A Dutch Architect’s Vision of Cities That Float on Water

By Kyle Chayka

In a corner of the Rijksmuseum hangs a seventeenth-century cityscape by the Dutch Golden Age painter Gerrit Berckheyde, “View of the Golden Bend in the Herengracht,” which depicts the construction of Baroque mansions along one of Amsterdam’s main canals. Handsome double-wide brick buildings line the Herengracht’s banks, their corniced façades reflected on the water’s surface. Interspersed among the new homes are spaces, like gaps in a young child’s smile, where vacant lots have yet to be developed.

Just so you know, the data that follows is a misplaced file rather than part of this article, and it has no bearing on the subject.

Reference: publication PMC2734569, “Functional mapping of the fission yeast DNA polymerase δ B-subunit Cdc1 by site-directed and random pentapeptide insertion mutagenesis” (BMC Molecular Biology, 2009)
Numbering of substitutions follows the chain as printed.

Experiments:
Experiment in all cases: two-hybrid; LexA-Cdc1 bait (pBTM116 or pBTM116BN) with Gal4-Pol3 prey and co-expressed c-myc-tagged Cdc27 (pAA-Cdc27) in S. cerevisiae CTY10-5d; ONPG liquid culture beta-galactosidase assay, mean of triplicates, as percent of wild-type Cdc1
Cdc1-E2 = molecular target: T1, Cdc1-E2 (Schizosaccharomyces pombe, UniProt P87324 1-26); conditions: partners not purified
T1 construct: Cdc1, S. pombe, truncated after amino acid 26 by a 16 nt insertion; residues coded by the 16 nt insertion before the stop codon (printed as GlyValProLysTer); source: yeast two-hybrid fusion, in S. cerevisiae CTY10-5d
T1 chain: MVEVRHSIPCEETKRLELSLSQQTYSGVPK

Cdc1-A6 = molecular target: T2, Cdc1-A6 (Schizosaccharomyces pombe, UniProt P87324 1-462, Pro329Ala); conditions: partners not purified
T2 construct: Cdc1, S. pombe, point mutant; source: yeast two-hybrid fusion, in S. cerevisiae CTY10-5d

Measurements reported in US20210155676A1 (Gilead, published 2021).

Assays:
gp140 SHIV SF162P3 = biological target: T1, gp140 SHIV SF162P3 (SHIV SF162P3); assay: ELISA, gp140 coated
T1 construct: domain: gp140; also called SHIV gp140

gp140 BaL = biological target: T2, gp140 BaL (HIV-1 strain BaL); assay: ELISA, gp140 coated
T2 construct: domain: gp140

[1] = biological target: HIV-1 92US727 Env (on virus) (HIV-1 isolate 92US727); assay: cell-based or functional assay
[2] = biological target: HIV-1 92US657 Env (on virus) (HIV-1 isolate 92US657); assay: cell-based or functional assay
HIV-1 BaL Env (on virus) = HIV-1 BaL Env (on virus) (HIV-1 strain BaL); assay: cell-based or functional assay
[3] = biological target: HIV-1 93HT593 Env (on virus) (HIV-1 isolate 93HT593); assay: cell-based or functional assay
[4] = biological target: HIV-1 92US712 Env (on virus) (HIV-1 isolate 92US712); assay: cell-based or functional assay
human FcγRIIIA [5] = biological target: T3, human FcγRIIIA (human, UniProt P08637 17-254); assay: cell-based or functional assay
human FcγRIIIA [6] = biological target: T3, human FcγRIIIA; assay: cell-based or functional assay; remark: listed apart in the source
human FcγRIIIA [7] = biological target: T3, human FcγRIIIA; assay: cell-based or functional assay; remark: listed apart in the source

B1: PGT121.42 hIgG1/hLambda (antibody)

For the Dutch architect Koen Olthuis, the painting serves as a reminder that much of his country has been built on top of the water. The Netherlands (whose name means “low countries”) lies in a delta where three major rivers—the Rhine, the Meuse, and the Scheldt—meet the open expanse of the North Sea. More than a quarter of the country sits below sea level. Over hundreds of years, the Dutch have struggled to manage their sodden patchwork of land. Beginning in the fifteenth century, the country’s windmills were used to pump water out of the ground using the hydraulic mechanism known as Archimedes’ screw. Parcels of land were buffered with raised walls and continuously drained, creating areas, which the Dutch call “polders,” that were dry enough to accommodate farming or development. The grand town houses along Amsterdam’s canals, as emblematic of the city as Haussmann’s architecture is of Paris, were constructed on thousands of wooden stilts driven into unstable mud. As Olthuis told me recently, “The Netherlands is a complete fake, artificial machine.” The threat of water overtaking the land is so endemic to the Dutch national psyche that it has inspired a mythological predator, the Waterwolf.


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